The link to Ninfinger is http://www.ninfinger.org/~sven/rockets/rockets.html

Quote:
I was referring to your very first two posts on this thread.


OK, that was the Pug and the Scorpion. I've built Pug, but I haven't flown it yet. Scorpion is still a RockSim file at this time. My Pug prototype has one change, which I didn't even notice until just now. I show a 4" body tube, and I built mine with a 5" tube. The recommended motors are still the 1/4A3-3T and the 1/2A3-4T; the full A3 and A10 motors are not optimal, and actually deploy during the ascent. The 1/4A reaches 110', while the 1/2A reaches 295'. I think this is more than sufficient for a small model. You wouldn't see it above 300', and stand a good chance of loosing it...

The updated Pug is attached below...
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  #486  
Old 06-22-2006, 05:01 PM
Aeronautical Aeronautical is offline
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You people really do like "small" rockets don't you?

I personally have flown more 'c' engine types, and the experimental one I am working is going to have some real power, it'll require a waiver for sure, because, I just havn't found a material suitable to contain the fuel, I'm thinking graphite though, I'm not sure where I can get lage amounts of it. What I need is a large bar of it, any ideas, I think it would be possible to put that on a lathe, then again, I'm not really sure, as I'v never tried anything like that before, but I'd sure like to try.

and I like your comment; ...And is getting more expensive every day. Some of us here actually have to work to pay for the important things, like nose cones and tubes, and what we have left over we spend on other stuff, like food and utilities...
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  #487  
Old 06-22-2006, 08:10 PM
James Pierson James Pierson is offline
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Aeronautical said
Quote:
You people really do like "small" rockets don't you?


Welcome to the forum Aeronautical.

Yep. Small rockets and a small price tag too. Don't look at them as small rockets, look at them as masterpieces of fine art. When is the last time you seen a Da-Vinky take off starbound and 300 mph and land safely to fly again. Beside most of us fly rocket that match our surroundings. I live in the middle of a rain forest full of rocket eating trees here in Washington State, so low altitude is the best recovery choice for me.

I would like to highly reccomend that you join the NAR and check out the NARTREK program. I think this program has a lot to offer for you.

James Pierson
NAR# 77907
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  #488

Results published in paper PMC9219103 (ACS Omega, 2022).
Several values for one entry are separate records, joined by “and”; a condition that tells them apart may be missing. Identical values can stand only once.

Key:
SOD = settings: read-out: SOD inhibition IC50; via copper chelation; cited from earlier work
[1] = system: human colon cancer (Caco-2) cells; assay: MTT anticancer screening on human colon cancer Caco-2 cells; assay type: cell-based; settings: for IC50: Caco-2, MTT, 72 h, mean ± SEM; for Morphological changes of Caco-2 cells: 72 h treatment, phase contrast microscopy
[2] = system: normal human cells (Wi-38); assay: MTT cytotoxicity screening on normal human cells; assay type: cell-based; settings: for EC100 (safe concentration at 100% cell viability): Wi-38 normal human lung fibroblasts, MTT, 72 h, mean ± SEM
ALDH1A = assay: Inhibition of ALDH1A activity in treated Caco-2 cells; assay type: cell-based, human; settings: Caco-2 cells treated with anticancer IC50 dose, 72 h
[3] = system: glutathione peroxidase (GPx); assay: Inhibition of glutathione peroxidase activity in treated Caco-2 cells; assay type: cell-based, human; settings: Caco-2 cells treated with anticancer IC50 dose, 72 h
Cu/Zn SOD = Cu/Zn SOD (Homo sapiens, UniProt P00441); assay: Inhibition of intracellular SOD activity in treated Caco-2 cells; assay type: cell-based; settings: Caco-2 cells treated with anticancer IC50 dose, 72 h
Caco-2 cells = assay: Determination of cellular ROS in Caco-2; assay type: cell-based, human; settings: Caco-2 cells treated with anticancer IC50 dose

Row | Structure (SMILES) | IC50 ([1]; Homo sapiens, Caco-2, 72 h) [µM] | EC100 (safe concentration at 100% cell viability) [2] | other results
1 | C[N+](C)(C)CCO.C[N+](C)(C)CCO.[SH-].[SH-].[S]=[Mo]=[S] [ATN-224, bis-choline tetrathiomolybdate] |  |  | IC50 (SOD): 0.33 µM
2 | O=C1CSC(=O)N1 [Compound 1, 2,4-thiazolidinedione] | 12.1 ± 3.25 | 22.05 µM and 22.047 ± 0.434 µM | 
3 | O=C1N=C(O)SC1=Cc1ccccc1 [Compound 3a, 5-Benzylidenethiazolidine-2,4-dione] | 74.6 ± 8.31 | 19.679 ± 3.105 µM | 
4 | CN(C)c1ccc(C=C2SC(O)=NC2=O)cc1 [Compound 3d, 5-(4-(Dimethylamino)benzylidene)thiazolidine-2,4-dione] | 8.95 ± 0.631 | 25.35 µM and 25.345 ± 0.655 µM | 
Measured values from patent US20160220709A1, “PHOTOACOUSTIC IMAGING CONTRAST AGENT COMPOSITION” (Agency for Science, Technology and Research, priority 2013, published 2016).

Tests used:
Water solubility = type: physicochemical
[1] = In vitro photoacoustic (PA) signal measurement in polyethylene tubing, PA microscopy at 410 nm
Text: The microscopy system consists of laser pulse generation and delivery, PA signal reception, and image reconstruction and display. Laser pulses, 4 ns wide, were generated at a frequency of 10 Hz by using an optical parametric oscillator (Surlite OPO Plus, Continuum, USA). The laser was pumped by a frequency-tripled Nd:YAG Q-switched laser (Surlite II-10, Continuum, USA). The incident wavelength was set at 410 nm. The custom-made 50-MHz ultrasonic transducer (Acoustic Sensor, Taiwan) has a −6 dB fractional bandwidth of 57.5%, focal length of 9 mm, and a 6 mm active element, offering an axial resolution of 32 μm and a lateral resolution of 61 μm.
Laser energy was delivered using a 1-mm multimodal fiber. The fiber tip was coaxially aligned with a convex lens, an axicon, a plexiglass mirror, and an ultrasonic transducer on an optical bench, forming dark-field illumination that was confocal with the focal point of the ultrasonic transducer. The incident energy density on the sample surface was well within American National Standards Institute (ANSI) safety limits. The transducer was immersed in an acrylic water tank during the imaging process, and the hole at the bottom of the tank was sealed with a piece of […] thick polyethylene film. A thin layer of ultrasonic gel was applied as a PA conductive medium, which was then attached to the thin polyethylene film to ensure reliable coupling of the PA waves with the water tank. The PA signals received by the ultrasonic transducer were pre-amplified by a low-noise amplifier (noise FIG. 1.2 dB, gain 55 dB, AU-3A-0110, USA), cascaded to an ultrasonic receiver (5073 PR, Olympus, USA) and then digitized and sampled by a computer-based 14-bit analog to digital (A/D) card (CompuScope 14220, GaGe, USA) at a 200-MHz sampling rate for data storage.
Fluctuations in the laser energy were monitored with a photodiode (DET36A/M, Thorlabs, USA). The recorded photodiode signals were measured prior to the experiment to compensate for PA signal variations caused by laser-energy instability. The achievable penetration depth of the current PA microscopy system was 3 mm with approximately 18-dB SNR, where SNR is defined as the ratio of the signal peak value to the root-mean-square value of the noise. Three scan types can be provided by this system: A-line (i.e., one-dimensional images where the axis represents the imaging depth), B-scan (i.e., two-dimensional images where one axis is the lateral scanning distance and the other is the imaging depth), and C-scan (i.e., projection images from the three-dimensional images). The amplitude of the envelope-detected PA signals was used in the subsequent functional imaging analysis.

Old 06-22-2006, 10:00 PM
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CPMcGraw CPMcGraw is offline
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Quote:
Originally Posted by James Pierson
Aeronautical said

Welcome to the forum Aeronautical.

Yep. Small rockets and a small price tag too. Don't look at them as small rockets, look at them as masterpieces of fine art. When is the last time you seen a Da-Vinky take off starbound and 300 mph and land safely to fly again. Beside most of us fly rocket that match our surroundings. I live in the middle of a rain forest full of rocket eating trees here in Washington State, so low altitude is the best recovery choice for me.

I would like to highly reccomend that you join the NAR and check out the NARTREK program. I think this program has a lot to offer for you.

James Pierson
NAR# 77907


Let me back up what James is saying here, as I have only one or two fields nearby that are suitable for just A-C motors. Even the "C" class can be a nail-biting experience. Down here in Mobile (aka Hurricane Alley) there are no sites really large enough for anything over an "F", and the nearest RC flying site is open-flame prohibited (it's an old landfill, with methane vents), so there is no rocketry allowed there at all.

We all enjoy hearing about HPR and XPR, and we've discussed several designs that fit those categories. However, reality sets in very quickly when we start thinking about what those models would cost in terms of operation. But "aerodynamics is aerodynamics", no matter the size. We get just as much satisfaction from these smaller birds as HPR and XPR folks get with theirs. Maybe more, since we get to fly a lot more often, and we can built a much larger collection, on the same amount of money. Loose a big bird, you suffer major pain. Loose a small bird, you quickly build another and go fly again...
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  #489  
Old 06-22-2006, 11:24 PM
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tbzep tbzep is online now
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Quote:
Originally Posted by Aeronautical
You people really do like "small" rockets don't you?


I've flown plenty of big ones. To be honest, the cost, the long travel distances, etc. got boring to me. Here's my Aerobee Hi at LDRS ten years ago on an experimental motor. A much better motor than the commercial Skidmark that came out several years later. The Aerobee is 1/2 scale, approximately 12 feet tall.

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  #490  
Old 06-23-2006, 08:08 AM
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Ltvscout Ltvscout is online now
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Quote:
Originally Posted by tbzep
I've flown plenty of big ones. To be honest, the cost, the long travel distances, etc. got boring to me. Here's my Aerobee Hi at LDRS ten years ago on an experimental motor. A much better motor than the commercial Skidmark that came out several years later. The Aerobee is 1/2 scale, approximately 12 feet tall.

Awesome!